U.K. Music, the umbrella trade organization for the British music industry, has reacted with dismay after the government refused to act on recommendations for the live sector by the Culture, Media and Sport Committee.

In their review of the 2003 Licensing Act, MPs on the committee had recommended in May that the government exempt small scale venues from needing to obtain a license for live music. They also called for the abolition of the controversial form 696, which requires extensive details about performers to be supplied to police 14 days in advance as part of any license application.

MPs concluded that form 696 "goes beyond the Act and its guidance to impose unreasonable conditions on events and recommends that it should be scrapped."

But in its official response to the committee report, the Department for Culture, Media and Sport (DCMS) said form 696 was a matter for the Metropolitan Police, which is reviewing the format of the process.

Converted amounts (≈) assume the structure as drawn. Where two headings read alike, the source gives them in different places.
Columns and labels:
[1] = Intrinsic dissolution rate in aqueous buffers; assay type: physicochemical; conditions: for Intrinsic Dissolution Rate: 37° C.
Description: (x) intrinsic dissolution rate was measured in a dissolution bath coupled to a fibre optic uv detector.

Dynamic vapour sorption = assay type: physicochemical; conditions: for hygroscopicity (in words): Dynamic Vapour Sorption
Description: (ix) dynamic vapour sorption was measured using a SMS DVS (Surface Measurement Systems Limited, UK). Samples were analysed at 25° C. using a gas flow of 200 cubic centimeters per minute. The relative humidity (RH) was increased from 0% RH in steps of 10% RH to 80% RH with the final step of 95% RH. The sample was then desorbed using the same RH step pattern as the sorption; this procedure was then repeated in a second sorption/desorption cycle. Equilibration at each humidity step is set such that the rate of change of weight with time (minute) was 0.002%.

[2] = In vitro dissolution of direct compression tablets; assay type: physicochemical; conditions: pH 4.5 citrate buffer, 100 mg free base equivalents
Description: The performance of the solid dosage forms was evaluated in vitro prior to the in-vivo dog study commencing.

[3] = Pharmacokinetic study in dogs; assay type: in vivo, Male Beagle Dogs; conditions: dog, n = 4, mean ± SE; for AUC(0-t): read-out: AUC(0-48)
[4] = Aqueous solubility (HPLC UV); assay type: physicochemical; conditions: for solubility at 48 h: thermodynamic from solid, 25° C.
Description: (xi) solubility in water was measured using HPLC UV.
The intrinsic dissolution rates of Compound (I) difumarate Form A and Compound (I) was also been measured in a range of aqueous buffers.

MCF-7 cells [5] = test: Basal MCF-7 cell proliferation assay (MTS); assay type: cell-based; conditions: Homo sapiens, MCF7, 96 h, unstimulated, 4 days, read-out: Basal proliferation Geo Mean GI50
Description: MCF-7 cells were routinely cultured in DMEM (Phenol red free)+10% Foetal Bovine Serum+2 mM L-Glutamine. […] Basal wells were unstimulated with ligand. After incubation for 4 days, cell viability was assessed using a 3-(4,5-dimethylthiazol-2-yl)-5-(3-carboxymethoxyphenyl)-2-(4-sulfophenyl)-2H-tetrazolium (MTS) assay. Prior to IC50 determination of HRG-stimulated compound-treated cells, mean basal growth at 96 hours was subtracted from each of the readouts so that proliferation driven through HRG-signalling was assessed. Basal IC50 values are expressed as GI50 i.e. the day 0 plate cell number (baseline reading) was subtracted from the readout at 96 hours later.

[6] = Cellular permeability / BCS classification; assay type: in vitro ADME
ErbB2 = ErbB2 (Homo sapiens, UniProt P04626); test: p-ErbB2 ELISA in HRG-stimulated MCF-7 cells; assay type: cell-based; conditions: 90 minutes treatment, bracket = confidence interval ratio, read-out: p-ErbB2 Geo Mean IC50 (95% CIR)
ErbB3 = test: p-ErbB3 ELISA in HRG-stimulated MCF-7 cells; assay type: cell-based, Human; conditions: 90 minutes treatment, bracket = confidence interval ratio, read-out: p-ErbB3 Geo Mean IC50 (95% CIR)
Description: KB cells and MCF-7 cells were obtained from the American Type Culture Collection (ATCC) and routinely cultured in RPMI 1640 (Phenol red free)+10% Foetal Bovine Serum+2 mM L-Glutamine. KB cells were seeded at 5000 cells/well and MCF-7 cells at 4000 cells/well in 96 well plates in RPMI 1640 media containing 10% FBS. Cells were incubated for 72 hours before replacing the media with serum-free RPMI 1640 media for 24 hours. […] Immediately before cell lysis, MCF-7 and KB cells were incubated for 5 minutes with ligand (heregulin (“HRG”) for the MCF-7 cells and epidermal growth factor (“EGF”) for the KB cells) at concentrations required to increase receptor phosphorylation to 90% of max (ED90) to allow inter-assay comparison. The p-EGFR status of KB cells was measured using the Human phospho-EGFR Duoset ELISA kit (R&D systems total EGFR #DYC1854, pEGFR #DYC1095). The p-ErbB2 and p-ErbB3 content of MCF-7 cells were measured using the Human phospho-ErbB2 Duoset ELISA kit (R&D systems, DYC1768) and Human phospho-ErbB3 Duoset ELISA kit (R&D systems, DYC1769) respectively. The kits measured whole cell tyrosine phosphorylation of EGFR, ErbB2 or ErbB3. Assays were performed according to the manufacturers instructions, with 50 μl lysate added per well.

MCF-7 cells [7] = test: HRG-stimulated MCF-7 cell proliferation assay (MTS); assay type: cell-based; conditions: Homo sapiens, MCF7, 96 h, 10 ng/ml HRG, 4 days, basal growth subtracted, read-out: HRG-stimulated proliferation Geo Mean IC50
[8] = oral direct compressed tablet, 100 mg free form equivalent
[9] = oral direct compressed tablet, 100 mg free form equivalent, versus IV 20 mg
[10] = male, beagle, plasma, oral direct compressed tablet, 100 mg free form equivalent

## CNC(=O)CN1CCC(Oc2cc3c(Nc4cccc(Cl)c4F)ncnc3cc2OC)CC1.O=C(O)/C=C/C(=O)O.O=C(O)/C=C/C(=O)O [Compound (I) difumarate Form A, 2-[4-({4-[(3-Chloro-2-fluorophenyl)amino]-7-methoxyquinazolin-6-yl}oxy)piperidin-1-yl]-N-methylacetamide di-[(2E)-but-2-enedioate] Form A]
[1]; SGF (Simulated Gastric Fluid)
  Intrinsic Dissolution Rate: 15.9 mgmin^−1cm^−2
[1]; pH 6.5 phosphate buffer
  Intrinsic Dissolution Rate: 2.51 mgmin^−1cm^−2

On the issue of exemption from live music licenses for venues with a capacity of 200 or fewer, the government stated: "DCMS has considered exemptions for small venues, but has not been able to reach agreement on exemptions that will deliver an increase in live music whilst still retaining essential protections for local residents."

There is a new process designed to help venues add live music to their licenses "quickly and cheaply," the DCMS said, and it has agreed with the Musicians Union and local authority representatives to look at exemptions again in a year's time.

However, U.K. Music chief executive CEO Feargal Sharkey said the government was failing to support small venues - which have found licensing procedures costly and bureaucratic - and new artists.

"After six years of legislation, eight consultations, two government research projects, two national review processes and a parliamentary select committee report, all of which have highlighted the harmful impact these regulations are having on the British music industry, government's only reaction is yet another review," he said in a statement.

U.K. Music said that the government's own research indicates a 5% decrease in the number of venues available to aspiring young musicians and performers.